Posts Tagged ‘Jhonny Peralta’

Peralta, Tigers slug way past Twins

July 22, 2011 Comments off

MINNEAPOLIS — Since getting a day off, Jhonny Peralta has been crushing the ball over the last two nights against the Twins. Following a 3-for-4 performance on Thursday night, Peralta added three more hits on Friday night in the Tigers’ 8-2 victory at Target Field.

For the second straight game, Peralta finished a triple shy of hitting for the cycle. He belted a solo homer in the second, drove in two runs with a third-inning single and doubled home another run in the fifth.

The home run was his 16th of the season, and the four RBIs boosted his season total to 58.

“He’s in the midst of a real good year,” said Tigers manager Jim Leyland. “He’s really been a perfect fit for us in that area, sandwiched in between Victor and Carlos. He’s absolutely been tremendous.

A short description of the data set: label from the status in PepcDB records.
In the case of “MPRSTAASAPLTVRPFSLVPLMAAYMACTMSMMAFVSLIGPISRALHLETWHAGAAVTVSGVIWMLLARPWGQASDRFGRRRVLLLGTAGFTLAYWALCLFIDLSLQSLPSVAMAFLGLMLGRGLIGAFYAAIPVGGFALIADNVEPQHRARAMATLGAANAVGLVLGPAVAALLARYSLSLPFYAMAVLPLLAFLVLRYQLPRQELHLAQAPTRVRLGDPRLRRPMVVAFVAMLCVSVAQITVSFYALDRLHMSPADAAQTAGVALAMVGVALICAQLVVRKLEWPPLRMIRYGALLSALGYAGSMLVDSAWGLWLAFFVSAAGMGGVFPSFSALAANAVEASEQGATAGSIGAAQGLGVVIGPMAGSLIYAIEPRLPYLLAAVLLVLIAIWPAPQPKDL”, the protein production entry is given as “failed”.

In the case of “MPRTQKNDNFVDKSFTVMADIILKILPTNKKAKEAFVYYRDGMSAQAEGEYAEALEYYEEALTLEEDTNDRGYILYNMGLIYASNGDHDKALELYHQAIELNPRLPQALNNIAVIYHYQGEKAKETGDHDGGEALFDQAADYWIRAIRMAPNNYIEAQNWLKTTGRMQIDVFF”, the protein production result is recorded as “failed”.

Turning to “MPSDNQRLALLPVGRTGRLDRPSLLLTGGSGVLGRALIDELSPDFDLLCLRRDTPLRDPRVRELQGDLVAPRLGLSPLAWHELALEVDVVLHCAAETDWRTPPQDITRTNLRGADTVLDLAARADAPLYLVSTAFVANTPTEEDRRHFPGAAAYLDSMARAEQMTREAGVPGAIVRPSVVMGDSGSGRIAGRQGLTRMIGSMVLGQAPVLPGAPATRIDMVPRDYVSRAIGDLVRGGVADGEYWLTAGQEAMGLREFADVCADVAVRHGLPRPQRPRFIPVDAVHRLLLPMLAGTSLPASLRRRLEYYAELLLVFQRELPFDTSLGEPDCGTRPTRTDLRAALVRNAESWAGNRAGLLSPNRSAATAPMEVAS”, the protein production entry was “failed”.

“I think what he’s done so far this year is he’s capitalized on mistakes. When they’ve made mistakes, he hasn’t missed them very often.”

In 12 career games at Target Field, Peralta is batting .432 (19-for-44) with eight runs, two doubles, five homers and 15 RBIs, including seven RBIs over the last two nights. He has homered in each of his last five games in Minnesota.

Over his last 13 games against the Twins, Peralta has 21 RBIs, including 13 this season.

“He’s hot, is swinging good and is on the ball,” Twins manager Ron Gardenhire said. “Right now, he’s about as locked in as we’ve seen him.”

With the win, the Tigers’ 11th straight over the Twins, they increased their lead in the American League Central to 1 1/2 games over the Indians, who lost on Friday to the White Sox.

With more than 60 games to go in the regular season, though, the Tigers still say that they aren’t paying much attention to the standings.

“At this point in the year, we’re concentrating on ourselves,” said Tigers starter Max Scherzer. “We know that we can win this division. We know that we’re good and we know we’ve got the talent. We just feel like if we go out there and compete every day and keep these winning streaks going, then we’re going to be the team on top.”